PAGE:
My advice is to be taken as seriously as you think it should be taken. What I’ve written here is echoed throughout the Internet on usability and authoring websites. These are just some of the things I feel should be done on the WWW.
It’s fairly common for people to up and leave one website and go to another. I’m as guilty of this as the next Internaut. In my case, I went from a service provider’s free webspace to a proper domain name, so everything that was once at, say, http://www.host.invalid/~username/index.html is now at http://www.bogus.tld/index.html. Alas, the common practice is for people to do the following:
Hi! We’ve moved! You will be taken to our new page in 5 seconds!
Sure enough, you’re moved to their new place in 5 seconds. And now your back button is messed up and it keeps redirecting you to this new place. Why?
Because the author used the http-equiv refresh kludge. Nearly all browsers support it (some can disable it) and it does provide a cheap and easy mechanism for an author to use.
The kludge in question is markup included in the <HEAD> element. It’s a <META> tag and has the following syntax:
<meta http-equiv="refresh" content="0; url=redirected_url">
where the 0 represents a time in seconds until the redirect and the url= is a fully-formed URL.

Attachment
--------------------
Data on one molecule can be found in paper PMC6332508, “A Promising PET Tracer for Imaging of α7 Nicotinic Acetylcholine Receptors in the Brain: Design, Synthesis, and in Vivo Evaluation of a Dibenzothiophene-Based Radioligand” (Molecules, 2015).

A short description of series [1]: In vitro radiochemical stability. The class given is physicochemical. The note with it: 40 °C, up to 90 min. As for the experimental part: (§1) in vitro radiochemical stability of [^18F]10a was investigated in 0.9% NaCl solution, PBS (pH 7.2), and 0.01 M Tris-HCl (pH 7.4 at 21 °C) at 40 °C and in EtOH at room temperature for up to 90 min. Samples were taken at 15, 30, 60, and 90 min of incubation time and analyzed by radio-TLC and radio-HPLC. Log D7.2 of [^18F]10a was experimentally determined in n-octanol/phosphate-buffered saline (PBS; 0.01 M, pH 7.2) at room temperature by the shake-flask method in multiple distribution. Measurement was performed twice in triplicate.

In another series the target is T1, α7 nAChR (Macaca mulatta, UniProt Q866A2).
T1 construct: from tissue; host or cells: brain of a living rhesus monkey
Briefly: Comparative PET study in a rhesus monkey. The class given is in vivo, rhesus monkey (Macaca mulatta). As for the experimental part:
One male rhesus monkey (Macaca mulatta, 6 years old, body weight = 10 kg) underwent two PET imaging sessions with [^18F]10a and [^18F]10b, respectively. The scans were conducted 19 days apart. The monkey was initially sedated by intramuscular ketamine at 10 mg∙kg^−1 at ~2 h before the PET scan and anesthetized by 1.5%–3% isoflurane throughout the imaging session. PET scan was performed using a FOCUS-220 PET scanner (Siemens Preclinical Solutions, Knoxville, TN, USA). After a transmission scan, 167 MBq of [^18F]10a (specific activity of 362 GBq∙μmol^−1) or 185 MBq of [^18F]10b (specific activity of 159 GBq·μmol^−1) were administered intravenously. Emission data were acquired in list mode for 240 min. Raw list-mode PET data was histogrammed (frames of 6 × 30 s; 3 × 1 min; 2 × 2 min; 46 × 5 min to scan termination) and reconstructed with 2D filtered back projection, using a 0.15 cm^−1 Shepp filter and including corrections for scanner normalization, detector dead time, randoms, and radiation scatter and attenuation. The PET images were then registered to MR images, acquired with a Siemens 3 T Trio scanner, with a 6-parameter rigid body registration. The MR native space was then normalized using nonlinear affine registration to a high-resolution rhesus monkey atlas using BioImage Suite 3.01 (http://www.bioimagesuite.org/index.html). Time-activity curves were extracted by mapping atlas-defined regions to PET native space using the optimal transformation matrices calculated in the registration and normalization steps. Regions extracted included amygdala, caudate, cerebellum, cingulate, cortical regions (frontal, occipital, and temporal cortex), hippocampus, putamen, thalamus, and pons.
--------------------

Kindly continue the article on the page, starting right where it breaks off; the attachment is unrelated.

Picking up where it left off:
This method, apart from being annoying, doesn’t really serve the purpose the author intends. No search robot will follow it, it doesn’t give a proper indication that a redirect has taken place as per HTTP specs. So there must be better ways.
There are. The most simplest is to simply give the URL of the new location without the http-equiv kludge and maybe an advisory note to update one’s bookmarks, etc.
Others involve access to server-side functions which may or may not be available. In Apache, the easiest way to do this is use a Redirect directive. A line as simple as:
Redirect permanent /moved_stuff http://www.yournewhome.com/new_stuff
in a .htaccess file in the old directory will suffice. The permanent attribute tells apache that the redirection is exactly that, permanent. It issues a status code 301 to any browser or robot that now accesses the old information. This is widely acknowledged to be the correct way of going about redirection. Other server technologies have similar redirection mechanisms to this.
In any case, the http-equiv kludge is the worst possible way to handle this, and I’m not alone in this thinking.